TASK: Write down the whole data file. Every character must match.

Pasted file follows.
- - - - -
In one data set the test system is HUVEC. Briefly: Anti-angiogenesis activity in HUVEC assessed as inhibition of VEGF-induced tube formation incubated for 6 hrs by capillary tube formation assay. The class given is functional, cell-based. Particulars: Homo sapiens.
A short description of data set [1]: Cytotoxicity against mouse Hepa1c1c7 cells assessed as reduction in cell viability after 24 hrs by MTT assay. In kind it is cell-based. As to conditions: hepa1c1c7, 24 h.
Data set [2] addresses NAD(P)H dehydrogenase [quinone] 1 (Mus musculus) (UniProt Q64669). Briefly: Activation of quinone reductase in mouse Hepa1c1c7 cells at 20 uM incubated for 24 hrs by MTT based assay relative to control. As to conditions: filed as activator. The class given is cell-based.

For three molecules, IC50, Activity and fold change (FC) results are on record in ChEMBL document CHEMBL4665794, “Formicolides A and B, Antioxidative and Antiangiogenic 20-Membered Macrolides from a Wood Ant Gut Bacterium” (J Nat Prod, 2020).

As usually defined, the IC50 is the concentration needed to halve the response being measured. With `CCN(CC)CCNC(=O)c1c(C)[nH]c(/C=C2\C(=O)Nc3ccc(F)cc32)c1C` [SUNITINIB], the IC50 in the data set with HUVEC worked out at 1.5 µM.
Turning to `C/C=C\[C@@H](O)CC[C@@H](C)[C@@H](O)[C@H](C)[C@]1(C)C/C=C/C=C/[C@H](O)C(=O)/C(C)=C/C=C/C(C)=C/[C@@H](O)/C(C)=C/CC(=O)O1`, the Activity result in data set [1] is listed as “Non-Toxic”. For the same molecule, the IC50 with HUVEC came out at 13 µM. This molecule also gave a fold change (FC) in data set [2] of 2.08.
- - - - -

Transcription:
In one data set the test system is HUVEC. Briefly: Anti-angiogenesis activity in HUVEC assessed as inhibition of VEGF-induced tube formation incubated for 6 hrs by capillary tube formation assay. The class given is functional, cell-based. Particulars: Homo sapiens.
A short description of data set [1]: Cytotoxicity against mouse Hepa1c1c7 cells assessed as reduction in cell viability after 24 hrs by MTT assay. In kind it is cell-based. As to conditions: hepa1c1c7, 24 h.
Data set [2] addresses NAD(P)H dehydrogenase [quinone] 1 (Mus musculus) (UniProt Q64669). Briefly: Activation of quinone reductase in mouse Hepa1c1c7 cells at 20 uM incubated for 24 hrs by MTT based assay relative to control. As to conditions: filed as activator. The class given is cell-based.

For three molecules, IC50, Activity and fold change (FC) results are on record in ChEMBL document CHEMBL4665794, “Formicolides A and B, Antioxidative and Antiangiogenic 20-Membered Macrolides from a Wood Ant Gut Bacterium” (J Nat Prod, 2020).

As usually defined, the IC50 is the concentration needed to halve the response being measured. With `CCN(CC)CCNC(=O)c1c(C)[nH]c(/C=C2\C(=O)Nc3ccc(F)cc32)c1C` [SUNITINIB], the IC50 in the data set with HUVEC worked out at 1.5 µM.
Turning to `C/C=C\[C@@H](O)CC[C@@H](C)[C@@H](O)[C@H](C)[C@]1(C)C/C=C/C=C/[C@H](O)C(=O)/C(C)=C/C=C/C(C)=C/[C@@H](O)/C(C)=C/CC(=O)O1`, the Activity result in data set [1] is listed as “Non-Toxic”. For the same molecule, the IC50 with HUVEC came out at 13 µM. This molecule also gave a fold change (FC) in data set [2] of 2.08.